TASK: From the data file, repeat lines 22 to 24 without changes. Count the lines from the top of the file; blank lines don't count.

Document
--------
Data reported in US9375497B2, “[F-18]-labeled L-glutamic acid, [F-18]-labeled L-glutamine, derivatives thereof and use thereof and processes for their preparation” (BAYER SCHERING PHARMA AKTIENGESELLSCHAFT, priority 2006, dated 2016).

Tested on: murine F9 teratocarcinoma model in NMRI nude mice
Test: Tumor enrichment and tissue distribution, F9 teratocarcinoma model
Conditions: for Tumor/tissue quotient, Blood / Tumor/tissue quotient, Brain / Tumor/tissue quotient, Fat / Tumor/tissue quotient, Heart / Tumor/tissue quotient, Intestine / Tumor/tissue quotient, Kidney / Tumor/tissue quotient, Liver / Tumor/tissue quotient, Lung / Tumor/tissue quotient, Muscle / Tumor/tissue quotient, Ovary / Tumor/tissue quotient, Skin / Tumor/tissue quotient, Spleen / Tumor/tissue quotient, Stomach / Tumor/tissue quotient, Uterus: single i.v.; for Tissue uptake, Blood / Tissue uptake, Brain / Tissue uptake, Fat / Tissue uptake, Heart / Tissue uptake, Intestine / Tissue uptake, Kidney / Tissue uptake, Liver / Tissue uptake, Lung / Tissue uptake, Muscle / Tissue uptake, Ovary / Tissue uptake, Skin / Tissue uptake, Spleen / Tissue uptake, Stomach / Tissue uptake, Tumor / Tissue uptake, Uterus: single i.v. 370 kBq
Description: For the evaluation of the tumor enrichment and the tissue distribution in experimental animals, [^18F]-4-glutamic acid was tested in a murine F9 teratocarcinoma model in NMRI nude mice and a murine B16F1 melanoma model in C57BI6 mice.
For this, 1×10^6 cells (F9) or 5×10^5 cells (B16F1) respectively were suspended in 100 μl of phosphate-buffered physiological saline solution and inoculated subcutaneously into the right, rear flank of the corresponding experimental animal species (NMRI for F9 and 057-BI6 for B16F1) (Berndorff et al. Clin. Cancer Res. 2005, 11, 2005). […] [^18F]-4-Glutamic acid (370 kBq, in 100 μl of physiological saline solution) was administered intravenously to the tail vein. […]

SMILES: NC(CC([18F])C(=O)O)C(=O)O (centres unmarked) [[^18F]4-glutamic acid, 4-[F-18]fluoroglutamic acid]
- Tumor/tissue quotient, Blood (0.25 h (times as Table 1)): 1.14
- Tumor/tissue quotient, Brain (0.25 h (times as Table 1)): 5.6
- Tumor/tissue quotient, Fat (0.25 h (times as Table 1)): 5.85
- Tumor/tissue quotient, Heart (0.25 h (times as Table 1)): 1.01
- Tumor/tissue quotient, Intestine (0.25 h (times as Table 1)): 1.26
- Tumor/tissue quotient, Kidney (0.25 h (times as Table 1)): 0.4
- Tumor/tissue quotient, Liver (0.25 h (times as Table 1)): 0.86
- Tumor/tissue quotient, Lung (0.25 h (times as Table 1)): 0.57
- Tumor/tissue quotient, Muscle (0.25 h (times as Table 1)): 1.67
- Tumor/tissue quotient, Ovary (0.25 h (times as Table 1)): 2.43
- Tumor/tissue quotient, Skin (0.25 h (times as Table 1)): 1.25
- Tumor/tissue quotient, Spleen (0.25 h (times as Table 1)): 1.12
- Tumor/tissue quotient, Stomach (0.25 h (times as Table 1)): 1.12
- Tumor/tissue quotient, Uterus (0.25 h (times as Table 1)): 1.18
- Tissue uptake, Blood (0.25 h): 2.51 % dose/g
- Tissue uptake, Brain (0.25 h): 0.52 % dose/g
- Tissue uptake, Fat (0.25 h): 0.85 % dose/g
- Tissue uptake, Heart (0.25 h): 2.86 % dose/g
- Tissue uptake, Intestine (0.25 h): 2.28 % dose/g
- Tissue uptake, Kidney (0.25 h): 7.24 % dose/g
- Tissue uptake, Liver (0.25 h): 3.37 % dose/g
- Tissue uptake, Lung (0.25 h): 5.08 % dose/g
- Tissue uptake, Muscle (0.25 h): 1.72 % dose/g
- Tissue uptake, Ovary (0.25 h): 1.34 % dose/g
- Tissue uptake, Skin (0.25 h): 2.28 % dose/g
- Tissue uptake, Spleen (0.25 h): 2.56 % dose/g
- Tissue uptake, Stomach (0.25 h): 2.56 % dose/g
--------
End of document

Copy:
- Tissue uptake, Blood (0.25 h): 2.51 % dose/g
- Tissue uptake, Brain (0.25 h): 0.52 % dose/g
- Tissue uptake, Fat (0.25 h): 0.85 % dose/g